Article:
Authorities Begin to Crack Down on CBD-Infused Food

City and state officials in New York, Maine and Ohio are suddenly cracking down on businesses that sell CBD-infused edibles and drinks. CBD itself doesn’t produce any narcotic effects, but regulatory authorities say that it cannot be sold outside of licensed dispensaries.

Reports of swift crackdowns began rolling in during the beginning of February. New York City-based Fat Cat Kitchen, for instance, was subject to a CBD raid on Feb. 1. Officials from the New York City Department of Health scooped up around $1,000 worth of CBD-infused edibles, marking them as “embargoed.”

The passage of the 2018 Farm Bill was celebrated by cannabis enthusiasts across America as the end of hemp prohibition, but the U.S. Food and Drug Administration (FDA) insists that it remains illegal to sell cannabis- or hemp-derived CBD as a dietary supplement or as an ingredient in food. In addition, pharmacy groups like the Ohio Board of Pharmacy issued their own warnings to non-dispensary businesses that sell CBD products.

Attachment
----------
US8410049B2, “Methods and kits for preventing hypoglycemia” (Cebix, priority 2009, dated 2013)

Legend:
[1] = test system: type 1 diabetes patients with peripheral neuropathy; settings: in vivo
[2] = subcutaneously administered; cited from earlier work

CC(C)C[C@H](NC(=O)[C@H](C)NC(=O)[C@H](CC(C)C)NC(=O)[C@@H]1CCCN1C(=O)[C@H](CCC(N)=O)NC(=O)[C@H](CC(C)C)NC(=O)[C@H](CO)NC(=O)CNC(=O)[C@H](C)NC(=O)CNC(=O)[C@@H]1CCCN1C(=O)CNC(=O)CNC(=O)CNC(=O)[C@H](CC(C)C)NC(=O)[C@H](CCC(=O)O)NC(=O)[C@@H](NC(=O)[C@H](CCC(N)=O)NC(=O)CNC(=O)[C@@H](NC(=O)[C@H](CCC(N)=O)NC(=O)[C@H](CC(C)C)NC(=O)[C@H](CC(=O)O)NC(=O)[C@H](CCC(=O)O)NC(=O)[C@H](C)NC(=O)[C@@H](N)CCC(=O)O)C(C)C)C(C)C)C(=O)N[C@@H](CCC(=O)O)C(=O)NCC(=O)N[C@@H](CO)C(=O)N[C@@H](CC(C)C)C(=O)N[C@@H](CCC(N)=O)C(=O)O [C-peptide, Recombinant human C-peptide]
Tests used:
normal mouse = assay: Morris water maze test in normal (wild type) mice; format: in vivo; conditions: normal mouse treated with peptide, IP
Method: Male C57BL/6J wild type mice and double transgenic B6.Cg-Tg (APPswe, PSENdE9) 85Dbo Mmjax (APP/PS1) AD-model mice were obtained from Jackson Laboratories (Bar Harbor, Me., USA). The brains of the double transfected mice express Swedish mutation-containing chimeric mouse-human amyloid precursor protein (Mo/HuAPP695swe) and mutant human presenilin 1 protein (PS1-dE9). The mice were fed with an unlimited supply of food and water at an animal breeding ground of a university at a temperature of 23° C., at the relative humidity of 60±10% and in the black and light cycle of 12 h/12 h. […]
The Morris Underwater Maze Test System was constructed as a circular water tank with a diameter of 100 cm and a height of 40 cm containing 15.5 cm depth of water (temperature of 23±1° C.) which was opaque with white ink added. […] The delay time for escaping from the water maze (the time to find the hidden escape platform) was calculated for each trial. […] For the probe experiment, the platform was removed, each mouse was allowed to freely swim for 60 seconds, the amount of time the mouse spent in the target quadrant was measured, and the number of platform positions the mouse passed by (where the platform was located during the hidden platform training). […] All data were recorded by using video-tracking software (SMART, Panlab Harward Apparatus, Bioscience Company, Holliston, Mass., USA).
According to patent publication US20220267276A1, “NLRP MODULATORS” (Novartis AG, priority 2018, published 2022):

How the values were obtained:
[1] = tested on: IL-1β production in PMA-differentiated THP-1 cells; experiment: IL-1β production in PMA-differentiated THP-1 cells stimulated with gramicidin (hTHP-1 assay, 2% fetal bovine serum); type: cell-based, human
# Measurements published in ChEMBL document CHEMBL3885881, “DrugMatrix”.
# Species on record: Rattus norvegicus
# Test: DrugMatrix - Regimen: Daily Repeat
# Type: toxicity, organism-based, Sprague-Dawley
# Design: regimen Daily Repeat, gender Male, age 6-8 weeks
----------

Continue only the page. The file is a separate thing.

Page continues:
The New York City Department of Health confirmed that non-dispensary businesses like restaurants cannot legally sell items that are infused with cannabinoids, directing the blame on the FDA. “Restaurants in New York City are not permitted to add anything to food or drink that is not approved as safe to eat,” a New York City Department of Health spokesperson told The Atlantic. “Until cannabidiol . . . is deemed safe as a food additive, the department is ordering restaurants not to offer products containing CBD.”

It’s going to create headaches for businesses that formed specifically with the intentions of selling CBD-infused products like Flower Power Coffee in Ridgewood, New York. Others have built their careers around creating CBD-infused foods and drinks, but it may not last long, by the look of things. The cannabis industry isn’t alone, however. Recently a fairly similar embargo was issued in New York that deemed activated charcoal products unsafe.


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